On World Sleep Day (Friday 17th March), Marco Hafner, a senior economist at RAND Europe and lead author of Why sleep matters—the economic costs of insufficient sleep, and Wendy M. Troxel, senior behavioral and social scientist at the RAND Corporation, are available for interviews to talk about the significant economic costs of insufficient sleep.
The report states that insufficient sleep among the U.S. working population is costing the economy up to $411 billion a year, which is 2.28 per cent of the country's GDP.
Lack of sleep among the U.S. working population leads to a higher mortality risk—13 per cent higher for those who sleep on average less than six hours compared to those who sleep on average seven to nine hours—and lower productivity levels at work—the U.S. loses just over 1.2 million working days a year due to lack of sleep among the working population. These factors combined have a significant impact on the nation's economy.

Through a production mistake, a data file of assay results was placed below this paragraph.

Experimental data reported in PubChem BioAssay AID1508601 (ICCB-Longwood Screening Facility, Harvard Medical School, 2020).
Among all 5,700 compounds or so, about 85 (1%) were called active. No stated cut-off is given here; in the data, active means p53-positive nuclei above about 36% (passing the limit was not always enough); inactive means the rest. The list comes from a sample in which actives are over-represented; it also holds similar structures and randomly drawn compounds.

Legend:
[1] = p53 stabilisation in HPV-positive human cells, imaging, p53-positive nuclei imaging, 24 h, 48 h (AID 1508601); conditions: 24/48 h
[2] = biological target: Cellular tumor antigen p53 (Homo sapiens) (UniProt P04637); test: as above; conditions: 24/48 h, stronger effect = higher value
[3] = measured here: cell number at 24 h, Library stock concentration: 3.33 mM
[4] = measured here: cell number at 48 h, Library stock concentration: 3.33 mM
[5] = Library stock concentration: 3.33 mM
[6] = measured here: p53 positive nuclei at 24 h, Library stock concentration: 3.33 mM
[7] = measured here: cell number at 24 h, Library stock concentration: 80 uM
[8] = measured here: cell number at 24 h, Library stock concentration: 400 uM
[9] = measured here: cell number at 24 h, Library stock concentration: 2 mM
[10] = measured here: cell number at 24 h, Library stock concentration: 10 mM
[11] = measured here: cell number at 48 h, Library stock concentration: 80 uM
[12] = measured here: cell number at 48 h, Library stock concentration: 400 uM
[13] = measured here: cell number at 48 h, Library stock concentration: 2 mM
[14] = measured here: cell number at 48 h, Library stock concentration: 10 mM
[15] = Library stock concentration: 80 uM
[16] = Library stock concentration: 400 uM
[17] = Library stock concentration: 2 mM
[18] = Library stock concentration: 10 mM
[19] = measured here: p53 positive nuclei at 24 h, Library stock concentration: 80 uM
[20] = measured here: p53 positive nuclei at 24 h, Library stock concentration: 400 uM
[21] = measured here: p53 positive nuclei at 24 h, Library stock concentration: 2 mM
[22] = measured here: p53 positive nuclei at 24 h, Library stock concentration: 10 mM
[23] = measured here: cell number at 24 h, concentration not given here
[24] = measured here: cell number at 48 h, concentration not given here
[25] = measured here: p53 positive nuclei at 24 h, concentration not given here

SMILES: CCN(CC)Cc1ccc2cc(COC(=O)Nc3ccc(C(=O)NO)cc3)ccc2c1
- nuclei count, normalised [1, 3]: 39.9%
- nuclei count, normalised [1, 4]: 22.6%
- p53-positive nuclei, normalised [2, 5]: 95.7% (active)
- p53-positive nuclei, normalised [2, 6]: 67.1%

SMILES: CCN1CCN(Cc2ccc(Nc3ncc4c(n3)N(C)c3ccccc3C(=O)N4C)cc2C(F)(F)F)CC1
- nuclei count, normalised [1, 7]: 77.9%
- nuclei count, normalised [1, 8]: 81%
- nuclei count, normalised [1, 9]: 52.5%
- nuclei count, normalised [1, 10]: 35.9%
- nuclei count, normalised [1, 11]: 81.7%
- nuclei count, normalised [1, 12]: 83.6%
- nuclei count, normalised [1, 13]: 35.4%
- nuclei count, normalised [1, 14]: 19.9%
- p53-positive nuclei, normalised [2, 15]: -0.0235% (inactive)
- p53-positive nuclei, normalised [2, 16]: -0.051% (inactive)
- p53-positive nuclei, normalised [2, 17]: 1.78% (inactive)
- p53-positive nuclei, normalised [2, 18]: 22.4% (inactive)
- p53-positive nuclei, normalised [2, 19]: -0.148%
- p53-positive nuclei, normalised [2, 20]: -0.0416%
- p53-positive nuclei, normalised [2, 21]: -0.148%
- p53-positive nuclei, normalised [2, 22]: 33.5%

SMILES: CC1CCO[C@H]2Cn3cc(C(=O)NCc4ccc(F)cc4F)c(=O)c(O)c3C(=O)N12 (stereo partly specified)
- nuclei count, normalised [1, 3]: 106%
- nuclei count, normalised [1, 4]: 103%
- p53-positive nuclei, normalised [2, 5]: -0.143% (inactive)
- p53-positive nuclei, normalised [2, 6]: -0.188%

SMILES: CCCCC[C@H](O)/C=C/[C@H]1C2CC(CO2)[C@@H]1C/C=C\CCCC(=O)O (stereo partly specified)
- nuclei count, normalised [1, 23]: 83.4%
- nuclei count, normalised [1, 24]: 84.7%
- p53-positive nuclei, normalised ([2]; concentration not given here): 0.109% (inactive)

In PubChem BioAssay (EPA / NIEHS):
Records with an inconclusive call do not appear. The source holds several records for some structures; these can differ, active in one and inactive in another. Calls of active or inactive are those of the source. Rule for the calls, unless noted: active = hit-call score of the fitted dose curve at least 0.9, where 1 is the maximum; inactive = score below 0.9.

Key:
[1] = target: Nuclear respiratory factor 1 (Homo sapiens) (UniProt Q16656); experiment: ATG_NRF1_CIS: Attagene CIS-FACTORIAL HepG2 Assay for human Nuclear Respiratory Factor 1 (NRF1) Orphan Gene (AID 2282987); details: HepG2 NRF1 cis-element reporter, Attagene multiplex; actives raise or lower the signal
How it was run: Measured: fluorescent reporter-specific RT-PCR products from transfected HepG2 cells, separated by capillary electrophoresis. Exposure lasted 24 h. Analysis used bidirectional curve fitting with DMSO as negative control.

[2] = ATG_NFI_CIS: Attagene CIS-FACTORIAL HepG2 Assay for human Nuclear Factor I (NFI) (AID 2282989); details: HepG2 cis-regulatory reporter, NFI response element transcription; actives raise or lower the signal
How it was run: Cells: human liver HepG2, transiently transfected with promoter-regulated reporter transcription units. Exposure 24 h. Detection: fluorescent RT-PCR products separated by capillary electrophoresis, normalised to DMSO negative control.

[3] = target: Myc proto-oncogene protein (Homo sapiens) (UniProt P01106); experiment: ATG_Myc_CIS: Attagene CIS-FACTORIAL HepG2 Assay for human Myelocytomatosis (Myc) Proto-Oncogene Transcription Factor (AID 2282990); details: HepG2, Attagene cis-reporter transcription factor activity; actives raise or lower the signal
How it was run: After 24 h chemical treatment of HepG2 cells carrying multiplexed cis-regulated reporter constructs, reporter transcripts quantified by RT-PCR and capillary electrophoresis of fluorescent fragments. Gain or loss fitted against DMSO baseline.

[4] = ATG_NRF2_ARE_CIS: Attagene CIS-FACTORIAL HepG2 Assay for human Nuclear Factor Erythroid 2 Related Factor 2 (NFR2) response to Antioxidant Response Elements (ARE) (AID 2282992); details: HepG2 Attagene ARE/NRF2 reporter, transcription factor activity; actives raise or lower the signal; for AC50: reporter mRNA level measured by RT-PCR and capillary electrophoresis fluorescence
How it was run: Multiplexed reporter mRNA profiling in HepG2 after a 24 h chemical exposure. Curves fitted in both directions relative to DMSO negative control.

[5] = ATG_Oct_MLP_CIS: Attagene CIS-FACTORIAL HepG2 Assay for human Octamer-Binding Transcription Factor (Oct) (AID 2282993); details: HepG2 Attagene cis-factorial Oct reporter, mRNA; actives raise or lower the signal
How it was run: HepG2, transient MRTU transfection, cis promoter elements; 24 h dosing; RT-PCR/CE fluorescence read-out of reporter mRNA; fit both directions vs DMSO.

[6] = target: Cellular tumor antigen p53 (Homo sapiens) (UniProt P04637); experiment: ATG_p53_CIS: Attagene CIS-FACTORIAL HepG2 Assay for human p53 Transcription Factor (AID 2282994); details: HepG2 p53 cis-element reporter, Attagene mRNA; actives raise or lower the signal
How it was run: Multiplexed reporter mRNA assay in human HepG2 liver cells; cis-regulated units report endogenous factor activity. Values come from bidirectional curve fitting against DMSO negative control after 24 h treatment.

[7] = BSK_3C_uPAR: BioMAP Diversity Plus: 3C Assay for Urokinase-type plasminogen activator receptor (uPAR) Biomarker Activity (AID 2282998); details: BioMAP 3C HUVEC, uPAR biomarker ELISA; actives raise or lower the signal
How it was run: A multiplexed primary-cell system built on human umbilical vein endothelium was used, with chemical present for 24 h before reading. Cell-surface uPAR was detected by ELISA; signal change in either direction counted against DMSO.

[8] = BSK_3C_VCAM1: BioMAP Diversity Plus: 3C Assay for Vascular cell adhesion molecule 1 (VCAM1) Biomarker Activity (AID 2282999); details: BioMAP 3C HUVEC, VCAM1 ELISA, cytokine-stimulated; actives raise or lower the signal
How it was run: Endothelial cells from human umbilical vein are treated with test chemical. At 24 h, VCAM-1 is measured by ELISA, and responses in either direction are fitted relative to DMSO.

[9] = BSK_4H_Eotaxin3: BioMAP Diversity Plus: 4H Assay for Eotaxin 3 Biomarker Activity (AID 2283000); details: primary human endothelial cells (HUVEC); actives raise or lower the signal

The report states that multiple factors are associated with shorter sleep. These include obesity, excessive alcohol and sugary drink consumption, smoking, lack of physical activity, mental health problems, long-term health conditions, stress at work, shift work/irregular working hours, financial concerns, and long commuting.
RAND Europe's study was the first of its kind to quantify the economic losses due to lack of sleep among workers in five different countries—the U.S., UK, Canada, Germany, and Japan. The study used a large employer-employee dataset and data on sleep duration from the five countries to quantify the predicted economic effects from a lack of sleep among its workforce. This includes data from VitalityHealth's Britain's Healthiest Workplace study.
Marco Hafner and Wendy M. Troxel will be presenting at the upcoming national School Start Time Conference on adolescent sleep, health, and school start times to be held in Washington, DC on 27th and 28th April.